Thanks to Amsterdam City Card, I was able to visit and enjoy one of the amazing exhibitions in Hermitage Amsterdam (the Netherlands) about the most renowned and the longest-ruling female leader of Russia, Catherine the Great. Interestingly, she was not even a Russian. She was from Germany (talking about a strong female leader, we know that Germany has one at this moment 😉 ). The exhibition showed her collection and life history from early days before she became a Czarina in Russia.
The exhibition held in Hermitage Amsterdam and it will last until 15 January 2017, and it is free entrance for Amsterdam City Card (otherwise you have to pay 17,50 Euro!).
The real name of Catherine the Great was Sophia Friederike Auguste. She was a daughter of Prince of Anhalt-Zerbst in Prussia (now German), Christian Auguste. Princess Sophia and her mother were invited by Czarina Elizabeth, a daughter of Peter the Great when she was looking for a bride for her heirs, Peter III. Princess Sophia married to Peter at age 15 and converted to Orthodox Christian’s name: Catherine. After a rocky marriage and a political decision that not supported by the military, Peter III was forced to step down under a bloodless coup. Catherine gained supports by the army to arrest her own husband, then she proclaimed herself as the sole ruler, replacing her husband. She got supports from the Russians elites and as well the citizens. Then the rest became a history of a strong female leader in her era, she led Russia for more than 30 years with significant interests in arts and philosophy.
One thing that surprised me about Catherine the Great was her closeness to the French philosopher Voltaire. I had not known that actually they had never met each other and the relationship was truly based on mail correspondence. There was a perception that Catherine using Voltaire whose thoughts were popular in the Western Europe to gain popularity in introducing her reign. Voltaire was known for his enlightenment philosophy that attacked the existence of intolerance and religious dogma by the Catholic Church. An interesting relationship that brought Catherine’s reign to continue Peter the Great’s Russian Enlightenment by introducing more secular policies.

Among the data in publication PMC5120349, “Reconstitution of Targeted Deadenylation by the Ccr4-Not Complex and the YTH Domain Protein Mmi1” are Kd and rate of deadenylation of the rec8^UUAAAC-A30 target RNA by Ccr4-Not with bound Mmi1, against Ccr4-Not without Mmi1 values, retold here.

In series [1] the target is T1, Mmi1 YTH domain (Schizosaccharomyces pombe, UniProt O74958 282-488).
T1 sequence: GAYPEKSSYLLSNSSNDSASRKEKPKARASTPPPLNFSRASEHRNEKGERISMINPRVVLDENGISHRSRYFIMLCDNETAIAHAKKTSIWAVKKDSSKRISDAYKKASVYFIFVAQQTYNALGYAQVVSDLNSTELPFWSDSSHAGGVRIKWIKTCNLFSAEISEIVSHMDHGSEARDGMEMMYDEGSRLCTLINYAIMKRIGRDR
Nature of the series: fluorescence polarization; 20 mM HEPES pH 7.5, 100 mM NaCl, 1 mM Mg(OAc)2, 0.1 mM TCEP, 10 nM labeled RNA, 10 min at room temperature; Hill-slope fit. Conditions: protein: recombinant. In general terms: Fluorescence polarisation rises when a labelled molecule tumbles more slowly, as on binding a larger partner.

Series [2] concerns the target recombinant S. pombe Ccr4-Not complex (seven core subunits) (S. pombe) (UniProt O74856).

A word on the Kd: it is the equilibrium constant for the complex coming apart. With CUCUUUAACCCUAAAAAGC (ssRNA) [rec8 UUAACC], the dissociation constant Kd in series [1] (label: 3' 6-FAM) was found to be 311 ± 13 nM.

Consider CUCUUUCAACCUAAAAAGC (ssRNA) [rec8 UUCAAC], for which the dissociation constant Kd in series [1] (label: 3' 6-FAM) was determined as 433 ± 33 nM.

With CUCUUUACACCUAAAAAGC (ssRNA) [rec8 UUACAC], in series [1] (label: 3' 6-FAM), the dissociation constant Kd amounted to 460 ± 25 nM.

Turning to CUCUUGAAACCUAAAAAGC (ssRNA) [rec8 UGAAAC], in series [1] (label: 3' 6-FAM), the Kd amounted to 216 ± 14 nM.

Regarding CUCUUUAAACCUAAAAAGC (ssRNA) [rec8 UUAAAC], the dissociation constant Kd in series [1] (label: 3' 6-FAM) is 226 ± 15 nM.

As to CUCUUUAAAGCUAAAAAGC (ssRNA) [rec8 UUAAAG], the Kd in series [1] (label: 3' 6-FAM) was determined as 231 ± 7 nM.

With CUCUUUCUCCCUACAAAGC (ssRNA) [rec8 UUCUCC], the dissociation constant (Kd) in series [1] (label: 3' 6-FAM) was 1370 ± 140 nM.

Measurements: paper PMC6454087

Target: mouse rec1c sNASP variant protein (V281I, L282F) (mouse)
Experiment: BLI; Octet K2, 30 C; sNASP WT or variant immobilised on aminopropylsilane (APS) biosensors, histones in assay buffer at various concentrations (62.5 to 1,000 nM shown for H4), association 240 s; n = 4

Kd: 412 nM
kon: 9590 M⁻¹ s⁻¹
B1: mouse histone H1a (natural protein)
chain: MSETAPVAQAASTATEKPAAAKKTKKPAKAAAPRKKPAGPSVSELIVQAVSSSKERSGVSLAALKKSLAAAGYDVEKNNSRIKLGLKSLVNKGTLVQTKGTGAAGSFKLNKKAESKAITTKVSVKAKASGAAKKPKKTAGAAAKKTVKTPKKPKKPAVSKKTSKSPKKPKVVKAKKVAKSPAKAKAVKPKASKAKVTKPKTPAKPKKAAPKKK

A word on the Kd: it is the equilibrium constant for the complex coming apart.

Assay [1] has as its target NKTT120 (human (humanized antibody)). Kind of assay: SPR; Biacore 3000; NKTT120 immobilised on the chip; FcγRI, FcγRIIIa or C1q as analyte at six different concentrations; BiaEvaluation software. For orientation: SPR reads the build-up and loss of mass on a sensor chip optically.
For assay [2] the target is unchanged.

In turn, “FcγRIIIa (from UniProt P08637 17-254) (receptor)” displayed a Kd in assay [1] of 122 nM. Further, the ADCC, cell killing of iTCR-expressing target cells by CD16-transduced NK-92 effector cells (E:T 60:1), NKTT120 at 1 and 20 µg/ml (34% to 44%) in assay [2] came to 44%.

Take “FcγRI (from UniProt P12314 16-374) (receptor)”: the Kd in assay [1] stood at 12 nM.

Unfortunately, I do not have more images about the exhibition. I accidentally deleted images that I took with my camera during my visit to the Hermitage Amsterdam Museum. Thankfully, some images from my mobile-phone were available, but I used my mobile phone only to capture the first entrance while I took many more pictures with my camera on the second and third floor. I do recommend to visit the exhibition as it was remarkable, well displayed (covering three floors in the Museum) and truly an interesting way to learn about the history of a powerful woman. Additionally, the Hermitage Museum in Amsterdam is a beautiful museum and its permanent collections are worth to see. It took me nearly two hours to explore the exhibition alone and another one hour to explore the permanent colection of the Museum. Take your time when visiting the Hermitage Amsterdam Museum.
Exhibition Catherine, the Greatest. Self-polished Diamond of the Hermitage – Official Website
I Amsterdam City Card – Official Website